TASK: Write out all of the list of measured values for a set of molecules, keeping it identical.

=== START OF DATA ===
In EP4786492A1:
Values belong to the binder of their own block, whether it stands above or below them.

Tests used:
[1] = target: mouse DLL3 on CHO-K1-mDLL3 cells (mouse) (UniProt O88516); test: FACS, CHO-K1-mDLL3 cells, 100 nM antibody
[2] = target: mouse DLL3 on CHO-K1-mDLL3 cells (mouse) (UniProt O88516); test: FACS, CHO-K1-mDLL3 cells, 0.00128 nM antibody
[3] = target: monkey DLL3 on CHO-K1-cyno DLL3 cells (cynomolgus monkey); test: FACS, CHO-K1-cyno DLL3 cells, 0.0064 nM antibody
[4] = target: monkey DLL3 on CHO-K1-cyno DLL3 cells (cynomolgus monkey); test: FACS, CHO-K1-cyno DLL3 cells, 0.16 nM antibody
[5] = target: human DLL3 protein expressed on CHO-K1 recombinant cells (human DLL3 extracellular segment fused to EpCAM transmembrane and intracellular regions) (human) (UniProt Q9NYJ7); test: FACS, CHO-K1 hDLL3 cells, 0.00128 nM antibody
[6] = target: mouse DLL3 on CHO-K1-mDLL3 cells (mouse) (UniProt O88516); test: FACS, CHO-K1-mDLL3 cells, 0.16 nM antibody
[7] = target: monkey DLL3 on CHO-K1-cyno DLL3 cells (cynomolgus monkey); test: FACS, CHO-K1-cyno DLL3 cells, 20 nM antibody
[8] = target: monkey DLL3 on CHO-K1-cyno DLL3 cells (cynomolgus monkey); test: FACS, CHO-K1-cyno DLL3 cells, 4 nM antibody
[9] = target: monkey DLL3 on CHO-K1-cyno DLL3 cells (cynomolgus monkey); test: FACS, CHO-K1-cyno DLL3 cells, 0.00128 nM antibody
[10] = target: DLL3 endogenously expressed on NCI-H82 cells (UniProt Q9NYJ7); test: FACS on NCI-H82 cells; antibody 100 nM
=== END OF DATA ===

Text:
In EP4786492A1:
Values belong to the binder of their own block, whether it stands above or below them.

Tests used:
[1] = target: mouse DLL3 on CHO-K1-mDLL3 cells (mouse) (UniProt O88516); test: FACS, CHO-K1-mDLL3 cells, 100 nM antibody
[2] = target: mouse DLL3 on CHO-K1-mDLL3 cells (mouse) (UniProt O88516); test: FACS, CHO-K1-mDLL3 cells, 0.00128 nM antibody
[3] = target: monkey DLL3 on CHO-K1-cyno DLL3 cells (cynomolgus monkey); test: FACS, CHO-K1-cyno DLL3 cells, 0.0064 nM antibody
[4] = target: monkey DLL3 on CHO-K1-cyno DLL3 cells (cynomolgus monkey); test: FACS, CHO-K1-cyno DLL3 cells, 0.16 nM antibody
[5] = target: human DLL3 protein expressed on CHO-K1 recombinant cells (human DLL3 extracellular segment fused to EpCAM transmembrane and intracellular regions) (human) (UniProt Q9NYJ7); test: FACS, CHO-K1 hDLL3 cells, 0.00128 nM antibody
[6] = target: mouse DLL3 on CHO-K1-mDLL3 cells (mouse) (UniProt O88516); test: FACS, CHO-K1-mDLL3 cells, 0.16 nM antibody
[7] = target: monkey DLL3 on CHO-K1-cyno DLL3 cells (cynomolgus monkey); test: FACS, CHO-K1-cyno DLL3 cells, 20 nM antibody
[8] = target: monkey DLL3 on CHO-K1-cyno DLL3 cells (cynomolgus monkey); test: FACS, CHO-K1-cyno DLL3 cells, 4 nM antibody
[9] = target: monkey DLL3 on CHO-K1-cyno DLL3 cells (cynomolgus monkey); test: FACS, CHO-K1-cyno DLL3 cells, 0.00128 nM antibody
[10] = target: DLL3 endogenously expressed on NCI-H82 cells (UniProt Q9NYJ7); test: FACS on NCI-H82 cells; antibody 100 nM